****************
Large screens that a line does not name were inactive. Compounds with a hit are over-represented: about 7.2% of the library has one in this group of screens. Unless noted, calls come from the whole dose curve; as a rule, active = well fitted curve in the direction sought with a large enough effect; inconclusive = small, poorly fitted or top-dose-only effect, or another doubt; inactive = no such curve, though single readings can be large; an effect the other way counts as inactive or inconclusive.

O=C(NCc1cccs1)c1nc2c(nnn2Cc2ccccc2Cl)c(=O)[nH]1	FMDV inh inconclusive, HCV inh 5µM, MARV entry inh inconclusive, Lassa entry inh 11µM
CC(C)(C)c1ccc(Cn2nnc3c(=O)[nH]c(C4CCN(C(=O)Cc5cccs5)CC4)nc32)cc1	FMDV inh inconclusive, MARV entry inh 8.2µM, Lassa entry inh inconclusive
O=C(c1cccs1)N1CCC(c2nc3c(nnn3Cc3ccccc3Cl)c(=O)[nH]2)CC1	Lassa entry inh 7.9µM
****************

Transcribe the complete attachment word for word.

Large screens that a line does not name were inactive. Compounds with a hit are over-represented: about 7.2% of the library has one in this group of screens. Unless noted, calls come from the whole dose curve; as a rule, active = well fitted curve in the direction sought with a large enough effect; inconclusive = small, poorly fitted or top-dose-only effect, or another doubt; inactive = no such curve, though single readings can be large; an effect the other way counts as inactive or inconclusive.

O=C(NCc1cccs1)c1nc2c(nnn2Cc2ccccc2Cl)c(=O)[nH]1	FMDV inh inconclusive, HCV inh 5µM, MARV entry inh inconclusive, Lassa entry inh 11µM
CC(C)(C)c1ccc(Cn2nnc3c(=O)[nH]c(C4CCN(C(=O)Cc5cccs5)CC4)nc32)cc1	FMDV inh inconclusive, MARV entry inh 8.2µM, Lassa entry inh inconclusive
O=C(c1cccs1)N1CCC(c2nc3c(nnn3Cc3ccccc3Cl)c(=O)[nH]2)CC1	Lassa entry inh 7.9µM